Not Giving In

The above video is so powerful. It shows the strength of what we are capable of as human beings. It also shows that support from others through our tough times – emotionally, physically or mentally – can help in our journey. This video is posted to remind us all that “we can” do what we set our minds to achieve and know matter what place you come, whatever the outcome is, when it’s done to the best of your ability then you are a winner.

Please show your support for Sonia by leaving her a message and donating to

Now wipes thouse tears away it’s time for Sonia’s Tour d’Afrique update ……

After time off from being quite ill Sonia was hoping to get back on her bike again on this leg. There was 6 days travelling from Atbara to Gedaref and 6 days until a rest day so a very long and hard stretch by anyones standards but more so after recurring health problems and what seems unbeatable illnesses. The days consisted of distances around 100km but with rough terrain and minimal to no paved roads it was quite an epic sight before all the riders.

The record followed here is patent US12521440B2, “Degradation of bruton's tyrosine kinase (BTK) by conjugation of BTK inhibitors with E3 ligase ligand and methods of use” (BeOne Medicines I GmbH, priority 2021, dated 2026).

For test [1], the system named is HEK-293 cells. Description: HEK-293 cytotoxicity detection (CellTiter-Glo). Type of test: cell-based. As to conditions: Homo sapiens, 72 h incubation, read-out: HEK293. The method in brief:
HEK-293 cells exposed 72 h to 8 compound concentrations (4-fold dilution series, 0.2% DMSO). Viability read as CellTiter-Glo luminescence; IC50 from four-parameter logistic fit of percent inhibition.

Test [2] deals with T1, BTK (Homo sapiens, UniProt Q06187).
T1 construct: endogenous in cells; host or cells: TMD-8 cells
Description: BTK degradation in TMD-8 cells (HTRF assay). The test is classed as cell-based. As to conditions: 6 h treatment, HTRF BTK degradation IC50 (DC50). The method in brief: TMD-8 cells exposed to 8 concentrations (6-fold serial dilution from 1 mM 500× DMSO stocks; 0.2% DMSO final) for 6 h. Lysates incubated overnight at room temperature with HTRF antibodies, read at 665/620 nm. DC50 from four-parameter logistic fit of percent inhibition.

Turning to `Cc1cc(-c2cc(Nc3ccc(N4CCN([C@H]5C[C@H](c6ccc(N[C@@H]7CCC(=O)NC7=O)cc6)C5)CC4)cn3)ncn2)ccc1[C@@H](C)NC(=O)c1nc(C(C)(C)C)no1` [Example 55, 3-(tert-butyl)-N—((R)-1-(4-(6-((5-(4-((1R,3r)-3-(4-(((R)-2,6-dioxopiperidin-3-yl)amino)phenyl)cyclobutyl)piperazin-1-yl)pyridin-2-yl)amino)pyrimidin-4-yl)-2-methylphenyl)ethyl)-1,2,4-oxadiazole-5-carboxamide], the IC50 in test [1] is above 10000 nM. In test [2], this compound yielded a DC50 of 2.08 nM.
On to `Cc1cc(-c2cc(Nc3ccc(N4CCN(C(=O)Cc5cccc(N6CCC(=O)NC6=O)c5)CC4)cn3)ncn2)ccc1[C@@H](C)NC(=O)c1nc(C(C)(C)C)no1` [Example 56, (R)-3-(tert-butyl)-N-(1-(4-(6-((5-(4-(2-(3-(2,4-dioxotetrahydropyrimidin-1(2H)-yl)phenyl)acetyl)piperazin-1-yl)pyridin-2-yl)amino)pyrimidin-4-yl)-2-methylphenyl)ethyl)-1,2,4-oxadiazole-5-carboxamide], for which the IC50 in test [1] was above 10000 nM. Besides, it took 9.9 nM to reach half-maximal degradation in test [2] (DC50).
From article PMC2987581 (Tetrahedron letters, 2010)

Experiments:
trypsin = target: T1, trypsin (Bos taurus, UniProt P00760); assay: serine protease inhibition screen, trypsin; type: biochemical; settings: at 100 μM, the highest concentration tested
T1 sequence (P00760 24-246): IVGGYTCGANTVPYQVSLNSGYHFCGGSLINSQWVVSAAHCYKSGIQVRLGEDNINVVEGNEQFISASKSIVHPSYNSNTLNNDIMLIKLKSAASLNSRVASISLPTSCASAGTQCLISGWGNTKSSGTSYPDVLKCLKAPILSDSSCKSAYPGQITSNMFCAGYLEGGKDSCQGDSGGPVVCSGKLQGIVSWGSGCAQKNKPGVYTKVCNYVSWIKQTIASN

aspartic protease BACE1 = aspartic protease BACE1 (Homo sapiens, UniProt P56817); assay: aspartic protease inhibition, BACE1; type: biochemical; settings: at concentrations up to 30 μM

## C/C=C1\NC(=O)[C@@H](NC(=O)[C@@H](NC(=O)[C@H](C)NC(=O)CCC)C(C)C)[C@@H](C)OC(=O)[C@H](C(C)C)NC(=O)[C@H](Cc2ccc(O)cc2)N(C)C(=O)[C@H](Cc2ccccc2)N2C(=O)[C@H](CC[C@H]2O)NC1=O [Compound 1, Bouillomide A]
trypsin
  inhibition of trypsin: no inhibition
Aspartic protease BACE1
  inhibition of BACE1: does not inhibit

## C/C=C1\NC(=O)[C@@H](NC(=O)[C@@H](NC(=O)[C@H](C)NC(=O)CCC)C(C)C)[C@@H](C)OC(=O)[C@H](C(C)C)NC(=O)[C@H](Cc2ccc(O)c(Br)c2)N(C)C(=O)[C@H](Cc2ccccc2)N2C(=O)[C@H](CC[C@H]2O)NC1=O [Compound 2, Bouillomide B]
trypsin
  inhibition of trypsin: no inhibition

Day 9 – Riders coursed 103km with sunny skies and winds of approx 15km/h, North East. Only 6km of Day 9’s cycle was along a paved road the remainder was 35km of dirt road and then 62 km SAND! Soft sand – an incredibly tough terrain to ride on! A hard slog! Amazing effort on everyone’s behalfs!

Day 10 – The journey on this day was a 71km cycle through SAND! Yep more SAND! Try imagine riding through soft river sand in 32 degree desert heat? Makes you realise that anything is possible once you set your mind to it huh?! Just keep riding, riding, riding, riding ….

Day 11 – An easier cycle (as apposed to Day 9 & 10’s efforts) with 82km of dirt tracks! A nice warm 37degrees with NE winds at 15km/h and sunny skies….